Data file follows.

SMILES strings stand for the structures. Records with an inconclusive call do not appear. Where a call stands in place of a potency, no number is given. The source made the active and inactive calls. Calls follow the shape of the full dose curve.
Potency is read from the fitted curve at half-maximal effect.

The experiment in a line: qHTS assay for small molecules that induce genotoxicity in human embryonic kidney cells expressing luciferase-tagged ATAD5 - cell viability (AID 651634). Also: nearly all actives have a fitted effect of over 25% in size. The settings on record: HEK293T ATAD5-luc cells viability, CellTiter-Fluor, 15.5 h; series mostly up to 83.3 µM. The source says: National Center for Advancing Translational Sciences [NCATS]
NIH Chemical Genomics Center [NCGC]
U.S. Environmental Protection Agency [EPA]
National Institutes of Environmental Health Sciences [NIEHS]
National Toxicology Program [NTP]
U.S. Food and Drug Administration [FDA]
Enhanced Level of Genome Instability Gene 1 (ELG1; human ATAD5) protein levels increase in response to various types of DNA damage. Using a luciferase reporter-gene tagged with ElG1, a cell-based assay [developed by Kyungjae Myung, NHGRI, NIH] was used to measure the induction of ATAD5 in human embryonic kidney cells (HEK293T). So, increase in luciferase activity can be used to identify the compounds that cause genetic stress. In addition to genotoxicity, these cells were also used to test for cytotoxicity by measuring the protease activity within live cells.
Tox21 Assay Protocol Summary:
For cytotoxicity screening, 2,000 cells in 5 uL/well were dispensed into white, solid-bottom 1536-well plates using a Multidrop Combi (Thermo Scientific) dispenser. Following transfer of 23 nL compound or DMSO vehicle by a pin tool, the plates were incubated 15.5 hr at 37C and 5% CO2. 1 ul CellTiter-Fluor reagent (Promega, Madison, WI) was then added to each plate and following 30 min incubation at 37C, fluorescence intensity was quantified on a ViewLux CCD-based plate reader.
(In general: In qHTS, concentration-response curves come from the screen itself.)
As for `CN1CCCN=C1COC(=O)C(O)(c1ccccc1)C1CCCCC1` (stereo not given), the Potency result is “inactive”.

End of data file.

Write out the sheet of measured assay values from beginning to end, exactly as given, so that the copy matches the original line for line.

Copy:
SMILES strings stand for the structures. Records with an inconclusive call do not appear. Where a call stands in place of a potency, no number is given. The source made the active and inactive calls. Calls follow the shape of the full dose curve.
Potency is read from the fitted curve at half-maximal effect.

The experiment in a line: qHTS assay for small molecules that induce genotoxicity in human embryonic kidney cells expressing luciferase-tagged ATAD5 - cell viability (AID 651634). Also: nearly all actives have a fitted effect of over 25% in size. The settings on record: HEK293T ATAD5-luc cells viability, CellTiter-Fluor, 15.5 h; series mostly up to 83.3 µM. The source says: National Center for Advancing Translational Sciences [NCATS]
NIH Chemical Genomics Center [NCGC]
U.S. Environmental Protection Agency [EPA]
National Institutes of Environmental Health Sciences [NIEHS]
National Toxicology Program [NTP]
U.S. Food and Drug Administration [FDA]
Enhanced Level of Genome Instability Gene 1 (ELG1; human ATAD5) protein levels increase in response to various types of DNA damage. Using a luciferase reporter-gene tagged with ElG1, a cell-based assay [developed by Kyungjae Myung, NHGRI, NIH] was used to measure the induction of ATAD5 in human embryonic kidney cells (HEK293T). So, increase in luciferase activity can be used to identify the compounds that cause genetic stress. In addition to genotoxicity, these cells were also used to test for cytotoxicity by measuring the protease activity within live cells.
Tox21 Assay Protocol Summary:
For cytotoxicity screening, 2,000 cells in 5 uL/well were dispensed into white, solid-bottom 1536-well plates using a Multidrop Combi (Thermo Scientific) dispenser. Following transfer of 23 nL compound or DMSO vehicle by a pin tool, the plates were incubated 15.5 hr at 37C and 5% CO2. 1 ul CellTiter-Fluor reagent (Promega, Madison, WI) was then added to each plate and following 30 min incubation at 37C, fluorescence intensity was quantified on a ViewLux CCD-based plate reader.
(In general: In qHTS, concentration-response curves come from the screen itself.)
As for `CN1CCCN=C1COC(=O)C(O)(c1ccccc1)C1CCCCC1` (stereo not given), the Potency result is “inactive”.